Designpreneur Tomek Archer shares his top tips as one-third of the most interesting design/tech start-ups to hit the market in 2012.
June 10th, 2014
Words by Ben Morgan
Some of the world’s biggest fashion brands – think Converse and Adidas – have begun to understand the importance to customers of individualised fashion, and the ability to create our own unique products (or at least the illusion of it). Some furniture brands in the US and Europe also give customers the ability to customise certain aspects of products, such as colour and dimensions. But one new Australian brand is combining furniture and fashion to give consumers the ability to create unique, high-end-design pieces with an individual style.
“It’s kind of an idea that’s trending, being able to mass customise,” says NOMI furniture designer Tomek Archer, “but it’s built on a long legacy of ideas I’ve been working on in my furniture up until this point, in terms of an interest in procurement and just looking at different ways of making, production, manufacturing, shipping and assembly all easier and more efficient.”
The website: nomi.com.au, is essentially the only shopfront for this fledgling Aussie furniture brand. Playful, sketch-like branding hints at the more casual approach for this consumer brand. Far beyond a simple product catalogue, the NOMI website is a portal allowing customers to customise the colour, material, size and finishes of an expanding range of furniture. Changing these elements live on the site, renderings of the unique designs are created in real time. Customers can then place their order and have it assembled in the Melbourne workshop and shipped out with some impressive lead times (roughly four weeks, but could be as little as two).
The company is a collaborative venture between three men with unique and varied experience and skill sets. Michael Grassi – with a background in property and business – Henry Gresson – website, marketing and business development – and Archer – an architect and furniture designer – come together to oversee three core elements of the business. “There’s the product design, there’s all the business relationships and then there’s the website and marketing,” Archer explains. “They’re the three main pillars and the three main people involved hook on to each of those.”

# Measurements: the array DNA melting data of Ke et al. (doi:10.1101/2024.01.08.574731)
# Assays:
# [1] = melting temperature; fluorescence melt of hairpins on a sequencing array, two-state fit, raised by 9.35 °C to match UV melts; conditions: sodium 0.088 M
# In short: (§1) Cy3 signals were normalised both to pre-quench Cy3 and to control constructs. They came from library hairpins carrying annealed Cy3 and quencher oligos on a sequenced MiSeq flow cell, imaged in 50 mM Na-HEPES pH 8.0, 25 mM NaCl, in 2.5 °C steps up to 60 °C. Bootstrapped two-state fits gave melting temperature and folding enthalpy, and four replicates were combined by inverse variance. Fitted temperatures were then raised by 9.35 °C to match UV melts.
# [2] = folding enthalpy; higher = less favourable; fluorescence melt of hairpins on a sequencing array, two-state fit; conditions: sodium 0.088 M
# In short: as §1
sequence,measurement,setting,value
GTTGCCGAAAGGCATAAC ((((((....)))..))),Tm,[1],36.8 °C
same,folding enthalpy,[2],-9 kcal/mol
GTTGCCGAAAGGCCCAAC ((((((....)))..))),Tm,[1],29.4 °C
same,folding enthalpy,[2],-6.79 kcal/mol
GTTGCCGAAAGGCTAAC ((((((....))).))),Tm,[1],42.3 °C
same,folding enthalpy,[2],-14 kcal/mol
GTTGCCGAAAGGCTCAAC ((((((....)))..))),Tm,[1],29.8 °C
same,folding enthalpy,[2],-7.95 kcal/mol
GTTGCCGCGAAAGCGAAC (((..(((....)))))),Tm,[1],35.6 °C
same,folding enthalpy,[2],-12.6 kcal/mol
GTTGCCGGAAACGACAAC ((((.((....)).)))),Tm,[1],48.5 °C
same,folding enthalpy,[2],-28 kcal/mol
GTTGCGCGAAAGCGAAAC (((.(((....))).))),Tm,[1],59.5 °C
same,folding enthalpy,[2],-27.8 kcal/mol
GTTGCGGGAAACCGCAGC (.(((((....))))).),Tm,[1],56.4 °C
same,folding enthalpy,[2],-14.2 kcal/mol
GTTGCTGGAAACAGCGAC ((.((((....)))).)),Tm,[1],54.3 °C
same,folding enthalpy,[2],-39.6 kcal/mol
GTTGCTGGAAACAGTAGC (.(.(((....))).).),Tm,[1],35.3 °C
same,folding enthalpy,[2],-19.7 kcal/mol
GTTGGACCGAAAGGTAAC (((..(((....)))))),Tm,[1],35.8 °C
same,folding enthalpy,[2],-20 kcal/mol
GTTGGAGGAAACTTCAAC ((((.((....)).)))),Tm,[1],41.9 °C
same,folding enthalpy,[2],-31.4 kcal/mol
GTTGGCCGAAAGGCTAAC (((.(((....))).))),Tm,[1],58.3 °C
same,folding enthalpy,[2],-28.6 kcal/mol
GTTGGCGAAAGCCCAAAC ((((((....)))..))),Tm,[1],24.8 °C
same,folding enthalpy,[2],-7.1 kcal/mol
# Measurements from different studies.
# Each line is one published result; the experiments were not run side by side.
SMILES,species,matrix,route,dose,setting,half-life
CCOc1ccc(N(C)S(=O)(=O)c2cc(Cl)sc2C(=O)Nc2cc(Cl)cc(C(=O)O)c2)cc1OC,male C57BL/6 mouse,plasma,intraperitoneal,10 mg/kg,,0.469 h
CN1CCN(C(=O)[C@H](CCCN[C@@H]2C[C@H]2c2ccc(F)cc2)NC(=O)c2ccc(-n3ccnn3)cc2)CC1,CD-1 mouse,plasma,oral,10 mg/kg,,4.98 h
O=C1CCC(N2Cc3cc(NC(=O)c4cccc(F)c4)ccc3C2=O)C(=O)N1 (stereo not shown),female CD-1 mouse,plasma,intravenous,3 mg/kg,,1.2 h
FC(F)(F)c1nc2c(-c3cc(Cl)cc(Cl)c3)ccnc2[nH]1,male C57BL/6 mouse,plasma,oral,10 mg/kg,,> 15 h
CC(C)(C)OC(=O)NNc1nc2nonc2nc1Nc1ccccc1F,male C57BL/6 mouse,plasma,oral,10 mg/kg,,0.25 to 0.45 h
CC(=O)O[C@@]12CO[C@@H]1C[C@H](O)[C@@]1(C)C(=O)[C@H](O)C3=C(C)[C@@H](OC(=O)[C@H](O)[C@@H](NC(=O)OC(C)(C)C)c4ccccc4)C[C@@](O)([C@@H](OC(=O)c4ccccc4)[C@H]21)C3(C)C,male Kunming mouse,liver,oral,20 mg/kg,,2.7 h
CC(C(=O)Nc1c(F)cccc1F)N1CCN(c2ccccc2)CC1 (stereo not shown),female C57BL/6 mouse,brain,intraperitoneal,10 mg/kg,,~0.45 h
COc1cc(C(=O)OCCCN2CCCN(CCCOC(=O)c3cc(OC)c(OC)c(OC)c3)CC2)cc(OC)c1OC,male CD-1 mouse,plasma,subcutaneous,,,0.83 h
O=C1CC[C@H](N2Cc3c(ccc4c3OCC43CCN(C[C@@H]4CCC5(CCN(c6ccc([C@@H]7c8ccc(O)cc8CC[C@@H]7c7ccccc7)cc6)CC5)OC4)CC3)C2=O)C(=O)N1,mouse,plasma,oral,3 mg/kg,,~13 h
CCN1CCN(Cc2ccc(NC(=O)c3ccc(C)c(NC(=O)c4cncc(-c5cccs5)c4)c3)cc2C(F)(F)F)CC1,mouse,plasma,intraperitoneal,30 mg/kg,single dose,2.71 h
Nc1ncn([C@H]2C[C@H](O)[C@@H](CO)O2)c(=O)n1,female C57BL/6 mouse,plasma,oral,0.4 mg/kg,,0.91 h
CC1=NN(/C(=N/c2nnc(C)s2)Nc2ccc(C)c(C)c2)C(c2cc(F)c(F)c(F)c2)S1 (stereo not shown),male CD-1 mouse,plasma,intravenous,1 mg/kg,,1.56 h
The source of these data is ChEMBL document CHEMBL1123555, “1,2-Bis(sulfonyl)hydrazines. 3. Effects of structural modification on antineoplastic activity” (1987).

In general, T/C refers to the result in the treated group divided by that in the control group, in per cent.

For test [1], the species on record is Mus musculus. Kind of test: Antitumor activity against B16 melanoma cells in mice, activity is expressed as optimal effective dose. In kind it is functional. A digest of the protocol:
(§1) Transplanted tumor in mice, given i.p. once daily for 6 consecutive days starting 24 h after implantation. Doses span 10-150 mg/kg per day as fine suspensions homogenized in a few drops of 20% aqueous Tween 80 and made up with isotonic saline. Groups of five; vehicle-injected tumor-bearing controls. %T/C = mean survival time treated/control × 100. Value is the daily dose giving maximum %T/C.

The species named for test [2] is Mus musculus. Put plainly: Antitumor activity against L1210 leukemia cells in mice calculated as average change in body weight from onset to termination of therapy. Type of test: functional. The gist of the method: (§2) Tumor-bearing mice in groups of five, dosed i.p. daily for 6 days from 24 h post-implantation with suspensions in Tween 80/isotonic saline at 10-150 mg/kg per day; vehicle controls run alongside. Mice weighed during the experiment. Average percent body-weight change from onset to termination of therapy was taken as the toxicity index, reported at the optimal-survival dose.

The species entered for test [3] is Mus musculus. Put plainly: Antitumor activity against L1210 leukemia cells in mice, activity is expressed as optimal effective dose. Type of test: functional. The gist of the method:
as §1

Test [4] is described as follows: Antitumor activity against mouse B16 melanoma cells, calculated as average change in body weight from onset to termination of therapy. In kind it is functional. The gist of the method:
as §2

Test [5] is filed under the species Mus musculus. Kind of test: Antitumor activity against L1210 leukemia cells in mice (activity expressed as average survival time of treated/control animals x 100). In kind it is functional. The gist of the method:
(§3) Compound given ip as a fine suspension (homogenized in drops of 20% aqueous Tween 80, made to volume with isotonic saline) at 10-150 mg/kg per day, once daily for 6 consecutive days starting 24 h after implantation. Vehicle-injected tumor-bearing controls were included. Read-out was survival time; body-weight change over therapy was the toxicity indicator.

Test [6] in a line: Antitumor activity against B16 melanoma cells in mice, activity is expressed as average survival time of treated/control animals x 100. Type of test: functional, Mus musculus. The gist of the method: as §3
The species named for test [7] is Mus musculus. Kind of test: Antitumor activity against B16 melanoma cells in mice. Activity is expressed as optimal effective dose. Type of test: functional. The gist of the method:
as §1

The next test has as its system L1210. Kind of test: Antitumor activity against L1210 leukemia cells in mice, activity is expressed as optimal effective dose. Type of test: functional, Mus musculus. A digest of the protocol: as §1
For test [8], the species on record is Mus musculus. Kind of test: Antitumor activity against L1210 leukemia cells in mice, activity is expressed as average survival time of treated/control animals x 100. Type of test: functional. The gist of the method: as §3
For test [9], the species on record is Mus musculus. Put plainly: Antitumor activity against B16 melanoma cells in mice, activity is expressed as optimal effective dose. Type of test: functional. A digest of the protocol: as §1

“So behind the website there’s a lot of complicated procurement that it spits out. So that all the ordering happens on the website and it then sends the orders directly to the workshop and organises the logistics. The idea really was to invest a lot into designing the system so that once the company launched everything was set up. It meant investing quite a lot in planning to enable things to be relatively efficient and go smoothly now.”
Archer recalls the beginnings of the company. When looking to design a unique piece for his own home, Grassi found it was complex and expensive to get a tailored piece designed to satisfy the aesthetic he was after. From this initial frustration the conversation between the three co-founders developed and NOMI was born.
Key to the concept is having stockpiles of components at hand, which can be assembled and finished as soon as an order is placed. The trio has also been able to keep to a lower price point without compromising on quality.
“I’ve been responsible for developing all of the products,” says Archer. “To some extent the customisation options and how the website works are tied into how the designs were being considered. It’s totally interrelated, a holistic system. The idea was to create a brand and interface that was built to allow you to make relatively affordable and efficient customised furniture products.
“You can design some totally post-modern combinations of stains and colours, and do the kinds of things that no manufacturer would ever commit to in a mass-production context, where it’s just too risky.”
While the team had what they thought was a very strong concept, the business came with a unique set of risks and challenges. “We had to think about all the problems that might come up and develop everything in advance.” There was no potential for a soft launch as, in order for the website to work, all of the products had to be committed to and integrated into the rendering engine, and all of the customisation options had to be tied into that. “So in order to launch with the first product we had to have all of the products broadly developed, prototyped, tested, priced. With it being such an ambitious project that’s designed to operate at a particular scale in order to work, because we’re dealing with efficiencies, it all had to be developed before making the first sale. So it was a huge investment and a real leap of faith, but it seems to be paying off.”
NOMI is tech start-up meets furniture brand, doubling the challenges, but introducing several exciting opportunities for marketing and design. Time will tell if this could be a new model for the furniture design industry in Australia.
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